Each investor faces a different set of circumstances. While I recently turned 31, I have been investing since I was 22. My first investment in individual stocks was made in the heart of the financial crisis back in May of 2009. I purchased 40 shares (80, split-adjusted) of Toronto-Dominion Bank (NYSE:TD). However, for years before making that purchase I had been researching the best methods available for both wealth creation and preservation.
I don’t believe in taking unnecessary risks and felt the whims of the stock market were too fickle to base my aspirations of financial freedom on. Dividend growth investing stood out as it seemed far more predictable that a healthy company might increase its dividend by 6% than to make any sort of prediction about stock price volatility over the short term.
On this basis and from my initial foray into the markets with TD, I’ve built a portfolio of 24 cash-flowing equities. My goal is ultimately to have a stock market portfolio that provides enough income to cover all of my expenses. While some feel that it only requires ten companies to achieve ultimate diversification, I believe there is room for a healthy level of redundancy to avoid the hiccups involved with company-specific performance. Regardless, I endeavor to always own the best-of-breed companies in their respective industries. I can live with a bit slower growth if it means greater security for my invested dollars.
This is a strategy I have researched over time and came to trust because it can work for me both as a young investor and likewise to carry me through the decades to come. While it may not turn heads at a dinner party, it has proven its value over the past few hundred years and remains as relevant as ever today in our digital age.
It is truly a great time to be a dividend growth investor. As I have let the dividends roll into my account since taking myself off of the DRiP at my discount broker, I have had ever increasing amounts of cash flow to invest to further compound the snowball of wealth.
I made a grand total of six purchases of dividend-paying equities during the quarter - up from three in the previous quarter - which I will detail below. Each of these will, over time, contribute further to the financial fortress I am building.
|Company||CAD Payments ($)|
|RioCan Real Estate Investment Trust (OTCPK:RIOCF)||93.31|
|Johnson & Johnson (JNJ)||68.36|
|BCE Inc. (BCE)||157.85|
|Canadian Imperial Bank of Commerce (CM)||15.60|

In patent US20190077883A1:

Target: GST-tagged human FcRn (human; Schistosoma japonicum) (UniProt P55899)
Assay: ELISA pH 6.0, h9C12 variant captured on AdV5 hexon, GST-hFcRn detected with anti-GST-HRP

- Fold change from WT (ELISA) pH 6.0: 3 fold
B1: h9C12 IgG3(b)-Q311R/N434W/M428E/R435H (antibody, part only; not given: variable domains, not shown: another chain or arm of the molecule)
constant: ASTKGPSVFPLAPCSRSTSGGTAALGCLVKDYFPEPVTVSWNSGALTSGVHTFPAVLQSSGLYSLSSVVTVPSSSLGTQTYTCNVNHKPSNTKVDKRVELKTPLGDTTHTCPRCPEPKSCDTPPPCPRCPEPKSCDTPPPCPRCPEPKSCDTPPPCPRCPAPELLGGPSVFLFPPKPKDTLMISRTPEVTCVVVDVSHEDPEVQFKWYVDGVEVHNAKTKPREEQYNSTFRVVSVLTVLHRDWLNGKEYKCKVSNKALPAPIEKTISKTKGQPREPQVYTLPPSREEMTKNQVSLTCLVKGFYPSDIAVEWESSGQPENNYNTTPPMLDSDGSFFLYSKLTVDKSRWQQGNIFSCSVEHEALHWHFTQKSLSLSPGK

|Jean Coutu Group Inc. (OTCPK:JCOUF)||29.51|
|Corby Spirit and Wine Ltd. (OTCPK:CBYDF)||38.50|
|Bank of Nova Scotia (BNS)||19.75|
|TELUS Corporation (TU)||35.35|
|Rogers Communications Inc. (RCI)||26.40|
|Fortis Inc. (FTS)||46.75|
|Canadian Utilities (OTCPK:CDUAF)||53.10|
|Canadian National Railway Company (CNI)||6.83|
|Canadian Pacific Railway Limited (CP)||3.38|
|Hydro One Ltd (OTC:HRNNF)||33.00|
|Chartwell Retirement Residences (TSE:CSH.UN)||14.40|
|Company||USD Payments ($)|
|Waste Management Inc. (WM)||19.77|
|McDonald's Corporation (MCD)||18.03|
|Yum! Brands (YUM)||11.94|
|Yum China (YUMC)||3.32|
|PepsiCo Inc. (PEP)||6.85|
|Walmart Inc. (WMT)||6.51|
|Visa Inc. (V)||1.79|
The quarter has shown grand totals of $690.09 CAD and $68.21 USD. This is the highest-earning quarter that I have on record. Much of the growth has been fueled by purchases I made through the middle-part of the year and which are now providing me earnings as the dividends tick on their quarterly schedules.
WM also earns a spot on the honor roll for upping its dividend payment by 9.41%. It is the largest increase I have earned so far from the company since purchasing it around eight years ago.
YUM bumped its dividend by 20% for the March payment which was higher than I was expecting. Before breaking off YUMC, the company had indicated it was proud of the “legacy” record of dividend boosts of 10% or better, but crossing into 20% territory is a statement of strength.
Although the payment increase was only 2.13% from RIOCF, this is a standout as it is the first boost to the payout since 2013. It is a positive signal from the company and hopefully it is able to get back to the more regular schedule of increases it maintained pre-financial crisis.
All activity made in CAD on the Toronto Stock Exchange.
BNS: At a cost of $1,233.05, I nibbled for 15 shares at a reasonable price healthy and rising dividend. On the $0.79 quarterly dividend, I am looking for this purchase to bring in $11.85 quarterly or $47.40 annually.